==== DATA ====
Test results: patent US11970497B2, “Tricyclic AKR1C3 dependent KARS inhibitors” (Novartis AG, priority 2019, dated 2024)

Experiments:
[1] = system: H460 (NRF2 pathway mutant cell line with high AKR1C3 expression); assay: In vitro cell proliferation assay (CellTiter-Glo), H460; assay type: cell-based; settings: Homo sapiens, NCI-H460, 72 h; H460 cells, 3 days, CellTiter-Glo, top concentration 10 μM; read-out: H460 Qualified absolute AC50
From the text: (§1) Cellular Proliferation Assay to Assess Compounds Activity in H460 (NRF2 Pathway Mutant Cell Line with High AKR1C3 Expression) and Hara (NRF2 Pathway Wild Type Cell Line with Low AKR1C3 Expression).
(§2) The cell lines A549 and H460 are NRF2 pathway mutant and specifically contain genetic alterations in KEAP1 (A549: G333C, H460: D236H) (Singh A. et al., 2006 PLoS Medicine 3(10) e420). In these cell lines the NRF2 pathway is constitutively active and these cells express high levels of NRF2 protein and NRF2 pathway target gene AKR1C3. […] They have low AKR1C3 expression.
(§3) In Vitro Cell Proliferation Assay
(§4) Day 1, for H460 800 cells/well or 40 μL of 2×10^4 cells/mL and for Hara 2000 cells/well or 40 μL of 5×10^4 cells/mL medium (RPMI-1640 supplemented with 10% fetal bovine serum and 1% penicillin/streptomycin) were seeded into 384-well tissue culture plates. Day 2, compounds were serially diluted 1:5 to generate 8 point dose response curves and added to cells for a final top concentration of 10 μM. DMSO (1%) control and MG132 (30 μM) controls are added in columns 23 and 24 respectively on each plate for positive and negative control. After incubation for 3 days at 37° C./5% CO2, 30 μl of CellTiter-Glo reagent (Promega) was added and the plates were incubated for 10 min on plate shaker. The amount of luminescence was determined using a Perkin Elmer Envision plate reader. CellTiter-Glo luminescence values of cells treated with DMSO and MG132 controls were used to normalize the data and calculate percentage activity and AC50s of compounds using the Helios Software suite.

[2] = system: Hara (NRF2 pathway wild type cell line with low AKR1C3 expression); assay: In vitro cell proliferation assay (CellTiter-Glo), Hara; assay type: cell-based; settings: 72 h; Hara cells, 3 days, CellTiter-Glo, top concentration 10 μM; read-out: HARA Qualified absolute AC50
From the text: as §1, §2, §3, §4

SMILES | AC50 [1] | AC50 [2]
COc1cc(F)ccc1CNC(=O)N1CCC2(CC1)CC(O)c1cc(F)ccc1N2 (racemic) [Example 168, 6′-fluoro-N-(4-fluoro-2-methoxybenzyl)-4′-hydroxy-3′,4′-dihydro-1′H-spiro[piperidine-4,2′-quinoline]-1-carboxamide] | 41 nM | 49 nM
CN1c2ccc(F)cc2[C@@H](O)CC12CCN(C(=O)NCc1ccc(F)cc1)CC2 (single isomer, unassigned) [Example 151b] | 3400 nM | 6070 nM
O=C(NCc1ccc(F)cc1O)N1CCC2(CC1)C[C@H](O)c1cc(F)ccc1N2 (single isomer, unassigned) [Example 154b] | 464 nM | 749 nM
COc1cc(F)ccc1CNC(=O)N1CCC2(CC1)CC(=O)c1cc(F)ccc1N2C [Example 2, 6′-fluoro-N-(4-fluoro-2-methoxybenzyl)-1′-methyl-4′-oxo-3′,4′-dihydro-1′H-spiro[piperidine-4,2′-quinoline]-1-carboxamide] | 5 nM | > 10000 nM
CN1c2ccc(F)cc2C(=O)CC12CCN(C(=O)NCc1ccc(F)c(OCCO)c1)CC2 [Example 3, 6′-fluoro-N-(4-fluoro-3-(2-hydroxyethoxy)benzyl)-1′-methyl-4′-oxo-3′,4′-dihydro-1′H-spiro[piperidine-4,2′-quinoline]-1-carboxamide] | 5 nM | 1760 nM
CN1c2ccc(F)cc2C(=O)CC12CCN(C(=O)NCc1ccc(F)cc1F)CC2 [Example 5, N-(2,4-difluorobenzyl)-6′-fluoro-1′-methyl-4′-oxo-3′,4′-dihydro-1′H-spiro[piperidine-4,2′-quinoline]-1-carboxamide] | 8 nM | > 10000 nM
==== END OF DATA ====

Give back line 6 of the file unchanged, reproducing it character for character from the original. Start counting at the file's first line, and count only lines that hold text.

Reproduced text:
(§3) In Vitro Cell Proliferation Assay